I see browned tips and pits.
I do not know what causes the pits.
Browned tips are common when plants are not getting the right water. Begonias need plenty of water, but good drainage so the soil is not saturated. If the soil stays too wet the roots do not get the oxygen they need.
The leaves are being nibbled or sucked by some type of aphid, insect crawling of creeping / flying, Aphids would very rarely make as large a round hole in any leaf as you show so it indicates to me it's a larger type of insect maybe like an earwig, (brown with pinchers at it's rear) these come out at night and hide away in dark places in day light hours as they don't want predators like birds ect to snap them up for lunch.
The change in colour on the foliage could be shock / stress, as indicated by Diana when she mentioned lack of water, it could be a sudden change in temp, light, cool evenings but doubt it in your area but, never the less I feel there has been a sudden change in conditions, watering, over or under feeding, over crowding, wrong soil, but whatever it is, it has happened more recently than just after planting.
The best way to try trap the insects is to go out at night with torch / flashlight and search both under the leaves and inside the flowers, also for earwigs, you fill a small pot with shreaded paper say from your paper shreader, stick the filled pot upside down onto a garden cane about 1-2 feet above the plants, in the morning, go take the pot to a paved area and empty it out, crush any trapped earwigs you see run for their lives or drop the paper from pot into bucket of boiling water. replace fresh paper to pot and place on cane, repeat this till problem goes.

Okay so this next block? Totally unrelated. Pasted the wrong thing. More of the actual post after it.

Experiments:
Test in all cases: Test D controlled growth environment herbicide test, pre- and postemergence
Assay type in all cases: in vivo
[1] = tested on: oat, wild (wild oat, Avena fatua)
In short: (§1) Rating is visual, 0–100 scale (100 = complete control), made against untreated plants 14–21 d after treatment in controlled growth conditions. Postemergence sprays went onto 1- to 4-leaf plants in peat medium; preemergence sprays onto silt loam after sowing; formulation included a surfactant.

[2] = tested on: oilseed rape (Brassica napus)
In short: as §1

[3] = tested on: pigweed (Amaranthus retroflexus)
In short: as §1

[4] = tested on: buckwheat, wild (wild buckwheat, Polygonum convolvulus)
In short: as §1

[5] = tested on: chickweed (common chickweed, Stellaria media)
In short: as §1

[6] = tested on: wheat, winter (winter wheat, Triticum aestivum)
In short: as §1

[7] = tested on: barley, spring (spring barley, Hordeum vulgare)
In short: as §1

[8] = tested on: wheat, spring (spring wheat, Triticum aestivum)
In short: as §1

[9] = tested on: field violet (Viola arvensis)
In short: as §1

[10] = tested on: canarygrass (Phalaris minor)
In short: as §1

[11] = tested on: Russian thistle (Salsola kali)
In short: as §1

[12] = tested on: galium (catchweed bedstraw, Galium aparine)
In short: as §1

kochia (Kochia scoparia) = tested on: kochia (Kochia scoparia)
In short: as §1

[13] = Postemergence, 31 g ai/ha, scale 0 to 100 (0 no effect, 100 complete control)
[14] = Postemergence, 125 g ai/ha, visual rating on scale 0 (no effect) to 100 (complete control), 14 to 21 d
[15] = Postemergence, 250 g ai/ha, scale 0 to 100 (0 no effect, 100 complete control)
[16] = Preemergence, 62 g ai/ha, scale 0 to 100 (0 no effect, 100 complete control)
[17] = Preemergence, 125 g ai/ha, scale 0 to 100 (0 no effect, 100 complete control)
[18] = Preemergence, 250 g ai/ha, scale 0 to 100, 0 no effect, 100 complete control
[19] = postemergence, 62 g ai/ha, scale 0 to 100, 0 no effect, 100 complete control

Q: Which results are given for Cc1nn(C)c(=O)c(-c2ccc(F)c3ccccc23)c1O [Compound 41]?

IF you find it's strange growing conditions then try rectify this and the plant should recover, here in UK, as soon as the very cold nights arrive, the leaves on my Begonias turn darker BUT keep in mind there are some Begonias that have darker leaves but the do start off as green leaves when newly germinated.
Hope you soon find success and all goes well.
I have the same problems. I think its more of an indoor growing condition that doesn't have enough air movement. Its some kind of viral/bacterial infestations and when I move my plant to outside with a more airy environment. The browning and damaged leaves seems to stop and the new growth have not have such a problem but then the temp outside is a little low for my area and I have to return the plant inside and the same problems came back too.
Looks like a sempervirens (wax). The pitting looks typical of any wax begonia in fairly hot sun without adequate water when this happens. Simply picking any ugly, damaged, and old leaves off often cause the plant to put out brand new leaves in no time (a few days at least).